Created by activists over 100 years ago, International Women’s Day not only honors the work women have done to fight for our collective liberation but also serves as a call to action for the next generation to push even harder for an equitable future.
This year’s International Women’s Day theme is #EmbracingEquity. This International Women’s Day, Point is spotlighting women who #EmbraceEquity in their daily lives. At Point Foundation, we see equity as the fair treatment and advancement of all people while embracing varied backgrounds, identities, expressions, viewpoints, and experiences. For many Point Scholars, embracing equity means incorporating the principles of intersectional feminism, which focuses on women experiencing overlapping, concurrent forms of inequity.
What is intersectional feminism?
For many Point Scholars, embracing equity means incorporating the principles of intersectional feminism. Intersectional feminism is a form of activism that recognizes the different obstacles impacting women’s lived experiences. This concept acknowledges most women are living through multiple forms of bigotry. For example, Black women may experience racism and misogyny as they navigate the world while trans women may be dealing with both transphobia and misogyny in their daily lives.
"…unfortunately even within the community of LGBTQ women, there are some people who believe that some of us can access that freedom and equality without it being true for all of us," said Point Scholar Dasia Moore. "A world that is equal and free for queer women would have to include a world that does not show disproportionate violence towards trans women, that doesn’t disproportionately incarcerate Black and brown LGBTQ women. So really liberation for all of us is the goal and it's definitely one that we're still working towards."
Dasia is hard at work creating a future that supports and uplifts all women so their stories and identities can be protected and celebrated.
Some of the overlapping oppressions that intersectional feminism considers are misogyny, racism, heterosexism, transphobia, ableism, ageism, xenophobia, and classism. Addressing the many barriers standing between all LGBTQ women and success is necessary to embracing equity in 2023.
Intersectional feminism requires that organizations create services and resources for people from a multitude of racial backgrounds, religions, ethnicities, and economic status. Point Scholar Devorah Simon said that she feels seen and appreciated by organizations like Point who recognize all of her identities.
Embracing the Goals of Equity
Equity is about creating programs like Lesbians Who Tech & Allies, a program that gives LGBTQ women across the country the resources they need to confront and end misogyny, homophobia and transphobia, and racism in the workplace. Alumni like Angie Gonzalez, who graduated from NYU in 2018 with a degree in Electrical Engineering and Physics, has helped ensure the next generation has the resources they need to embrace equity in the tech sector. Reflecting on her experience, Angie wrote:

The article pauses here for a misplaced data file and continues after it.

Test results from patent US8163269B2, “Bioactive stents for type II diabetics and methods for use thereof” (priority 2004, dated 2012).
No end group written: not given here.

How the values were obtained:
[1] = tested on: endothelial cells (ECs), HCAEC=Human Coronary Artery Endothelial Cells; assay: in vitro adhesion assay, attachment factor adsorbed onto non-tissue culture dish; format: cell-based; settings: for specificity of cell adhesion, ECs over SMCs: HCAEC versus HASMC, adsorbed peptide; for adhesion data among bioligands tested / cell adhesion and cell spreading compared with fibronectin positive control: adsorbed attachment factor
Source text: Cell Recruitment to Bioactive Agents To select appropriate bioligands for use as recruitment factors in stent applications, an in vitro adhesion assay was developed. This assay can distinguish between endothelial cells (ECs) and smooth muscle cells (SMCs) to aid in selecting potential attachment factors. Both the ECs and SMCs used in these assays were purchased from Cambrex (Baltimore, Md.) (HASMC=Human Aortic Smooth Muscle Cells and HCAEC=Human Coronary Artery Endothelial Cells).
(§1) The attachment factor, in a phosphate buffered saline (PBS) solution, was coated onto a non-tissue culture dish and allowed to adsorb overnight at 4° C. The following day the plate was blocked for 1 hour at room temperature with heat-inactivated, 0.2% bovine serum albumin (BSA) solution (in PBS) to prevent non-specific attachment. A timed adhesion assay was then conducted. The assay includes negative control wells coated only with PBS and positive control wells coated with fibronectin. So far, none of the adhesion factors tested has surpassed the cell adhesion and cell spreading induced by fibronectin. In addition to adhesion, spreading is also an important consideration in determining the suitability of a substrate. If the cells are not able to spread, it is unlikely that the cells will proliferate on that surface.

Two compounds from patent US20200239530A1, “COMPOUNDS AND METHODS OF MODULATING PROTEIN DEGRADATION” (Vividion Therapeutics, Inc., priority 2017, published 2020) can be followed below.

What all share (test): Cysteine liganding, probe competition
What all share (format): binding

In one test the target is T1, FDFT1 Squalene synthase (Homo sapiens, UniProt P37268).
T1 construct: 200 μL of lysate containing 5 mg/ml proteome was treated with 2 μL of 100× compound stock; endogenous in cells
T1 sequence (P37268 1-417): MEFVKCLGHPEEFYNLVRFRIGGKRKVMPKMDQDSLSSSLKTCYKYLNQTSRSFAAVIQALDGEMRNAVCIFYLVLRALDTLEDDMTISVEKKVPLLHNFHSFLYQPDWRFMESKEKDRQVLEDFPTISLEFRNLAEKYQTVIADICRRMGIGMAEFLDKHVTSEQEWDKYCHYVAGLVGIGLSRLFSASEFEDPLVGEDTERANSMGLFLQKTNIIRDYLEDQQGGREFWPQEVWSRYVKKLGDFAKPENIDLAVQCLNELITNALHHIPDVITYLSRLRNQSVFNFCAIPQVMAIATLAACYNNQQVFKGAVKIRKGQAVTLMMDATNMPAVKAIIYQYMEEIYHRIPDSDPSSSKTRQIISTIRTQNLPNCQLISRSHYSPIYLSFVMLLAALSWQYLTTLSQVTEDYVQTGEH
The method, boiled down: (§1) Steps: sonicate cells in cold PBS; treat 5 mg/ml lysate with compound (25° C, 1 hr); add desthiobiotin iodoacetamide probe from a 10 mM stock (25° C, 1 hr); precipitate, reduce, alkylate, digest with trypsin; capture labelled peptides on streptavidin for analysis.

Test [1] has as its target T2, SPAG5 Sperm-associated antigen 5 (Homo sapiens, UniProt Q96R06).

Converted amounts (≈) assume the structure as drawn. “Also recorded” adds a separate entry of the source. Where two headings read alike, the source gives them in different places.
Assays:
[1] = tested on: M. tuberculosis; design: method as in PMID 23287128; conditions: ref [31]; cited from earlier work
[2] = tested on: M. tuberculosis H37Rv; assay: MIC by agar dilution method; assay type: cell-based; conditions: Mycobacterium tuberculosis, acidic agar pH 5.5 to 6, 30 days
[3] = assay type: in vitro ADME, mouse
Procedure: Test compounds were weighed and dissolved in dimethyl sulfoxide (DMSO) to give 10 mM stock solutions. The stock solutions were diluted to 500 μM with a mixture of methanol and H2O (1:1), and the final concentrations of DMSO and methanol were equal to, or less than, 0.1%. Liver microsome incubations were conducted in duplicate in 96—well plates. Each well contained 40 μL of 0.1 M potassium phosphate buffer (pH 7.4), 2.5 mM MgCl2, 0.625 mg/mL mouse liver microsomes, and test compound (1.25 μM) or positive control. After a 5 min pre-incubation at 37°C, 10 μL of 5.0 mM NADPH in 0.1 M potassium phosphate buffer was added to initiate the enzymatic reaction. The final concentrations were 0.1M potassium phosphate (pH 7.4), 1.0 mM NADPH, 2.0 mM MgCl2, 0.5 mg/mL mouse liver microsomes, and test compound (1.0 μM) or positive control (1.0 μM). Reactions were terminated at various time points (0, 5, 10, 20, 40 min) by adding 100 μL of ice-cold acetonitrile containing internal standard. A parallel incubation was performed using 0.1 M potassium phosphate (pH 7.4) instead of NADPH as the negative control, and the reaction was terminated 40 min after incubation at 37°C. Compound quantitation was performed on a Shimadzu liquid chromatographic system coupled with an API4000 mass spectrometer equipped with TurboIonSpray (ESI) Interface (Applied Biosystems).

“The Lesbians Who Tech Summit was the first of its kind that I’ve attended and I’ve never felt more inspired, safe, and empowered in a STEM environment in my life,” Angie said. “To see all of the amazing women present on hot topics in the STEM community, about their work, or about how their companies have become more diverse and inclusive really gave me a sense of belonging in the STEM field - something I have been struggling to find throughout my time at NYU.”
Read Angie's reflections on her experiences as a racially marginalized LGBTQ woman in STEM.
Gender Inequality in the Workplace
Embracing gender equity requires we ensure women have the protections they need to pursue safe and secure work across all income levels.
At the very top of the economic ladder, there are LGBTQ women like Beth Ford, who became the first out lesbian to serve as a Fortune 500 CEO in 2018, and Sue Y. Nabi, who became the first out trans woman to serve as a Fortune 500 CEO in 2020. In the lower socioeconomic groups are women who engage in survival sex work around the world. Although sex work is a $99 billion industry globally and women make up over 80% of all sex workers, criminalization and unsafe work conditions make the industry difficult for women to navigate and survive.
For years, Point BIPOC Scholar Lakeesha Harris has been working to decriminalize sex work throughout Louisiana and is now pursuing a graduate degree in political science at Northeastern Illinois University. Lakeesha is the former Director of Reproductive Health and Justice at Women With A Vision, Inc, and worked with Louisiana’s Representative Mandie Landy to create the first comprehensive statewide bill in the nation to decriminalize sex work. With current and former sex workers, she developed the Deep South Decrim campaign to educate the community on what it means when sex workers are targeted and criminalized. In 2021, she joined a group of 119 sex workers and allies provided three hours of testimony in the Louisiana House – a first in any statehouse. Although Representative Landy’s bill did not make it to a vote, she and Lakeesha continue to work towards the decriminalization of sex work and the protection of women across Louisiana.
Spotlighting Women Scholars throughout Women's History Month
Point Scholars are breaking barriers for representation, paving paths to inclusion, and creating ways to embrace equity in the workplace, across communities, and on a global level. Check out the first Women’s History Month spotlight on Akaysha Garvey here to learn more about the specific ways the women of Point are changing the world today.